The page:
Dr. Kurzweil is the Director of the ETI and has worked at USU since 2006. In this capacity, she provides strategic direction for the ETI, instructional and educational technology support for faculty, supervision of ETI personnel, and management of the ETI office. Prior to that, she worked at the National Defense University providing direction and vision of the instructional team supporting the Center for Educational Technology. She also is a faculty member in the Health Professions Education program at USU. She has served on numerous committees and task forces examining a wide range of topics including educational technologies, inter-professional education, professional development for K12 and higher education faculty, learning management systems, program assessment and evaluation, instructional design, and teaching/faculty support paradigms. Dr. Kurzweil has presented at international, national, and regional conferences, including American Educational Research Association (AERA), multiple conferences offered by the Association for the Advancement of Computing in Education, The Interservice/Industry Training, Simulation & Education Conference (I/ITSEC), the Open Apereo (Sakai) Conference and AAMC.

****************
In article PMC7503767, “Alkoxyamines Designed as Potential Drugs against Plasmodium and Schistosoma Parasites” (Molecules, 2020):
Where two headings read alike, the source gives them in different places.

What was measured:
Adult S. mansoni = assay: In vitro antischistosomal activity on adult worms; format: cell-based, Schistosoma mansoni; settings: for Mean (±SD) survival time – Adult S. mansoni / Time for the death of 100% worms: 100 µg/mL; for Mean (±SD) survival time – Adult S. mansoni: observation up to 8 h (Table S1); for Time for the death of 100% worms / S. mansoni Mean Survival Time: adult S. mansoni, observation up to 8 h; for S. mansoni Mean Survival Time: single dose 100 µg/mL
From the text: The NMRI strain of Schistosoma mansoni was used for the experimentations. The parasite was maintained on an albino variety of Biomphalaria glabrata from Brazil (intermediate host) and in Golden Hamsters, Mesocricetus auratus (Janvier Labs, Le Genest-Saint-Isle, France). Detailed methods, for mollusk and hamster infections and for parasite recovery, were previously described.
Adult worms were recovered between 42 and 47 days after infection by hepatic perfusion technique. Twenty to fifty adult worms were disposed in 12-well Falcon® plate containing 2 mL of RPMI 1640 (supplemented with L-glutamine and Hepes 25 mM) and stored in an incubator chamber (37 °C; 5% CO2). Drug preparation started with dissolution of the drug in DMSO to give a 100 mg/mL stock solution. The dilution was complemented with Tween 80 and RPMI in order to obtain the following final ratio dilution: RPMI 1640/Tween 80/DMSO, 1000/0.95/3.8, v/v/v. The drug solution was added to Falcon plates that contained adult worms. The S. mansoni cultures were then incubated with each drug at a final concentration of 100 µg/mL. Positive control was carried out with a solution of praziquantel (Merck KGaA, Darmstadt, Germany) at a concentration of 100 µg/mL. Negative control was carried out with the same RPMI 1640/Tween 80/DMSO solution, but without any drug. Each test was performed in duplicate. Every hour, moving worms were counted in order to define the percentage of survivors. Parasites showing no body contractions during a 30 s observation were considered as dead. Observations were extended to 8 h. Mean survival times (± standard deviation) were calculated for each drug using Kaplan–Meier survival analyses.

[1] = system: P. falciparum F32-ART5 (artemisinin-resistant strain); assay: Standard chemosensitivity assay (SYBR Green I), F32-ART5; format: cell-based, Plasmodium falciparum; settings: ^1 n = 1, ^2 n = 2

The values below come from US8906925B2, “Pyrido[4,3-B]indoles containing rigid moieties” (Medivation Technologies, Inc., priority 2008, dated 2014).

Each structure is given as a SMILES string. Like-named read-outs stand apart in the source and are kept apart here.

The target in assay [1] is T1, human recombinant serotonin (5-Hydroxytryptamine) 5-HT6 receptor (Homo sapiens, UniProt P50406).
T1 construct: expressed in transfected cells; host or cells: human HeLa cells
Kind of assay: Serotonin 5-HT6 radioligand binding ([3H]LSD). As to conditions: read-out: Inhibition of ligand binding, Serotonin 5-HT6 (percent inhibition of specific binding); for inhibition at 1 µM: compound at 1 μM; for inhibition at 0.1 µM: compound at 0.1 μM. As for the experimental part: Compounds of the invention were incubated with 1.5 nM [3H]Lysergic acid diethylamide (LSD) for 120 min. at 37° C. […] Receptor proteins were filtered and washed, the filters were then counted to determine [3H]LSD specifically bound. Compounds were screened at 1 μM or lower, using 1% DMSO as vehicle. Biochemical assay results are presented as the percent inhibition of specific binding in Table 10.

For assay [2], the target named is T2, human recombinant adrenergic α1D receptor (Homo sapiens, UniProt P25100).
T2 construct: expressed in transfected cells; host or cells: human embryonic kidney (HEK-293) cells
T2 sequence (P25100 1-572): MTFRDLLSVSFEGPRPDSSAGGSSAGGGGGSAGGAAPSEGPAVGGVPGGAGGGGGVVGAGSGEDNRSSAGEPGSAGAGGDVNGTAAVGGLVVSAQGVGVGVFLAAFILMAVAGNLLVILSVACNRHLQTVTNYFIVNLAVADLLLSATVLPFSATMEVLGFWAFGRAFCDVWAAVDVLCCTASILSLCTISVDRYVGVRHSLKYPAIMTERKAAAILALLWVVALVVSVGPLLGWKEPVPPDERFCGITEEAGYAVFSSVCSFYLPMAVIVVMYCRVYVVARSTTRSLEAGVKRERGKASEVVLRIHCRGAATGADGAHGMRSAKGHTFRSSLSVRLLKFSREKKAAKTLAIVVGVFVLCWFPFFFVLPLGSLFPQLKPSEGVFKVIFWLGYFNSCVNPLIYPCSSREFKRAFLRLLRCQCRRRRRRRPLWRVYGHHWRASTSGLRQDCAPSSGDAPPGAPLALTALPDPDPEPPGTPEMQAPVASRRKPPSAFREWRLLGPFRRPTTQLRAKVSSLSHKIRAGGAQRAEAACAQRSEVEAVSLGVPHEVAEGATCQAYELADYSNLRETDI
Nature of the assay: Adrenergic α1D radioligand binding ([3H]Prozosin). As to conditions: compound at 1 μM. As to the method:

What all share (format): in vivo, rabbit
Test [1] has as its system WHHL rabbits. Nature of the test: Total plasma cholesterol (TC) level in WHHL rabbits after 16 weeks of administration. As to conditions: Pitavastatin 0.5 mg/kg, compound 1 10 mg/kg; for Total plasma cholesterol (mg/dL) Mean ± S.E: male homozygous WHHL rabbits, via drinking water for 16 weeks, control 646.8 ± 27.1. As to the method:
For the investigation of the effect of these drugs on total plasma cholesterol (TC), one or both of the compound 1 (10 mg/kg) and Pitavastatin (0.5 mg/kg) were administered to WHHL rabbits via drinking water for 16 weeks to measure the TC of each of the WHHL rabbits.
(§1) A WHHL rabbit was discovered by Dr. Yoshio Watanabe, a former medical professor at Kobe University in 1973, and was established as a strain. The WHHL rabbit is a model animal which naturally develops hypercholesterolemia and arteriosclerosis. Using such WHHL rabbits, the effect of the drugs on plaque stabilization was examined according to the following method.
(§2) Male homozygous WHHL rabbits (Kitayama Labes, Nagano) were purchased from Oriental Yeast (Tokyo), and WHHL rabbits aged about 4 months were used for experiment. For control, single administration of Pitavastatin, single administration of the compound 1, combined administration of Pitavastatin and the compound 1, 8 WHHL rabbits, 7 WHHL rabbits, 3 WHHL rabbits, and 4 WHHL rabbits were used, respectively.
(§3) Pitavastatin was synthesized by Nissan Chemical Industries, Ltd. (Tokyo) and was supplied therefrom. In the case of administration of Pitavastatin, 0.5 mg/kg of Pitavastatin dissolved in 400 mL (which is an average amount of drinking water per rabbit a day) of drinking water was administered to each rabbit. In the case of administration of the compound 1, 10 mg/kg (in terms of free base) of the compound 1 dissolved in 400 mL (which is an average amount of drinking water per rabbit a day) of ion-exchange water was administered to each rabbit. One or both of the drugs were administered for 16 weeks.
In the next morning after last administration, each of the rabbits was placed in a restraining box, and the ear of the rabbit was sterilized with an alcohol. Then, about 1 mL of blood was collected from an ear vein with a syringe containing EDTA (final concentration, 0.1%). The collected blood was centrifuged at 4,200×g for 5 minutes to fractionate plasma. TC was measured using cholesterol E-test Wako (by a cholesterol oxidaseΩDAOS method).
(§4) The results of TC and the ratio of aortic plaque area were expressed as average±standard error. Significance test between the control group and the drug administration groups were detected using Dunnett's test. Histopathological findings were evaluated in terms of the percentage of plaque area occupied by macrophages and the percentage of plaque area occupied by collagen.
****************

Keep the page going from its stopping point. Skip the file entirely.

Dr. Marcellas has more than fifteen years of experience in designing instruction for classroom-based, DL and blended learning environments. Her main role at the ETI is ensuring that the team understands faculty members’ needs, and that the team designs and develops products that meet those needs. Her work at the ETI has included front-end analysis, content design, course evaluation, and conducting research on instructional interventions. She has led professional development sessions at USU on topics including the development of effective learning objectives, the use of Bloom’s Taxonomy to guide assessment, and techniques for creating an effective learning environment. Dr. Marcellas has been involved with many instructional and educational technology initiatives at National Defense University (NDU) as well as USUHS. Dr. Marcellas is the co-author of "Instructional Designers and Learning Engineers", a chapter in the book "Modernizing Learning: Building the Future Learning Ecosystem." She has made presentations at numerous national and international conferences, including the American Educational Research Association Annual Meeting, the Association of American Medical Colleges Annual Meeting, the Online Learning Consortium Accelerate Conference, the Interservice/Industry Training, Simulation, and Education Conference, the Open Apereo (Sakai) Conference, Educause, the IC Industry Consortium on Learning Engineering Conference (ICICLE), and the Association for Advancement of Computing in Education's E-Learn and EdMedia Conferences.